Arts » Theater

Capsule reviews of current area theater presentations.

A Colored Funeral -- One would wish that this world premiere at Karamu could harness the kind of singular magic common to New Orleans-style jazz funerals, but despite the efforts of a talented and diligent cast of five, this play largely feels dead on arrival. Most of the problem stems from the playwright, Gregory S. Carr, who has demonstrated his writing talent before in the wonderfully funny Johnny Taylor Is Gone, which rocked the Karamu stage a couple years ago. But this time out, Carr has decided to chauffeur a hearse full of clichés rather than forge new insights, and slather the whole business with so many morals for good living (don't eat sugar, get your checkups, don't snort cocaine, stop drinking booze and smoking cigarettes) that it has all the subtlety of an Army training session for extremely dense recruits. Fragmented into almost 20 separate vignettes and songs, Carr doesn't deal with funerals so much as the many causes of death. Some of these -- police beatings, drive-by shootings -- are more prevalent in the African American community, while others (high blood pressure, combat fatalities) are more equal-opportunity terminators. The hackneyed thoughts start flowing from the start, as a black-clad narrator speaks of death being permanent and the importance of living life to the fullest. But Carr doesn't explore these concepts; he just states them, over and over again. The skits vary in tone from sober to slapstick, but all share a relentlessly one-dimensional approach to the subject matter. Through May 6 at Karamu Arena Theatre, 2355 E. 89th St., 216-795-7077. -- Christine Howey

Passion -- Stephen Sondheim and James Lapine's musical Passion is either a) a 110-minute love song that rarely varies in tempo or tone, or b) a lyrical exploration of the tragic yet redeeming possibilities of unrequited love. In this Beck Center production, well-staged by director Victoria Bussert, both descriptions are accurate -- but the final product isn't as satisfying as Sondheim's more familiar work. The story, set in 1863 Milan, involves an army captain named Giorgio who is in mid-affair with beauteous but married Clara. When he's reassigned to a new post, he and Clara continue their crush via emotional letters. But then Fosca -- the wan and unhealthy young niece of Giorgio's new commander -- falls for the young soldier, even though he still pines for his bella Clara, who advises her lover to remain true to their adulterous liaison. The contents of the lovers' letters and most conversations are sung in Sondheim's characteristically layered and intricate compositions -- which is the good news. The bad news is that it's basically the same melancholy tune the whole way through. Still, there are moments of exceptional beauty, including one song that unveils a tender truth regarding people who love not because it is a choice, but because it is simply who they are. The strong cast is highlighted by three performers who handle this heavy vocal lifting with grace: Jodi Dominick is lustful and lively as Clara, Sandra Simon is a plain, sweet-voiced Fosca, and as Giorgio, Jared Leal manages to wrap his flexible pipes around Sondheim's score, although he doesn't quite exude the requisite stature and power. Passion may not be the best Sondheim has to offer, but it takes chances -- as does Beck Center in taking on this piece -- and that's why it deserves a look. Through May 6 at the Beck Center, 17801 Detroit Ave., Lakewood, 216-521-2540. -- Howey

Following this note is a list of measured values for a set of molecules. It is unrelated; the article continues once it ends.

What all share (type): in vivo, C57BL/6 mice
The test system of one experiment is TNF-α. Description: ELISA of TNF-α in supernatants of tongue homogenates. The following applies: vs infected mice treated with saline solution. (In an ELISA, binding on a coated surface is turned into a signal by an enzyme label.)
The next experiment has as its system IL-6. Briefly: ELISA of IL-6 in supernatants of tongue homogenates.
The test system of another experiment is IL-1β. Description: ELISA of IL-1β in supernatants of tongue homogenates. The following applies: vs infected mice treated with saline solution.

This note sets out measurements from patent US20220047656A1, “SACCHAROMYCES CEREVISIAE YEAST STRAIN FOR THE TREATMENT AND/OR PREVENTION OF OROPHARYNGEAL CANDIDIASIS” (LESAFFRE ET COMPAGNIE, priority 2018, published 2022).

Thoroughly Modern Millie -- Based on the not-so-classic movie of the same name, this airheaded musical, directed and choreographed by Marc Robin, brings a whole new definition to the term "broad acting." While there's nothing inherently wrong with jumping on every gag with the size-48 brogans of a circus clown, you need a cast that can sustain that manic level of overreaching and still make the evening palatable. And that's where the Carousel crew falls a bit short. As for the story line, it's pure Broadway schmaltz: Millie, a rube from Kansas, shows up in the big city in the flapper decade of the 1920s, with her eye fixed on meeting and marrying a sugar daddy. She winds up at a rooming house owned by a suspiciously friendly Asian woman, Mrs. Meers, who, it turns out, shuttles the girls in the front door, finds out which ones have no family or friends, and then sells the grown-up orphans into Shanghai slavery as prostitutes. While ducking Mrs. Meers, Millie gets a job at an insurance company and sets her talons for the pompous boss, Trevor Graydon. But he falls instead for Millie's pal, Dorothy Brown. That's just the beginning of the confusion in this froth that involves a supposedly penniless loser, Jimmy Smith, who is really rich, and Mrs. Meers' two sons, who have their own agendas. Through April 28 at Carousel Dinner Theatre, 1275 E. Waterloo Rd., Akron, 800-362-4100. -- Howey

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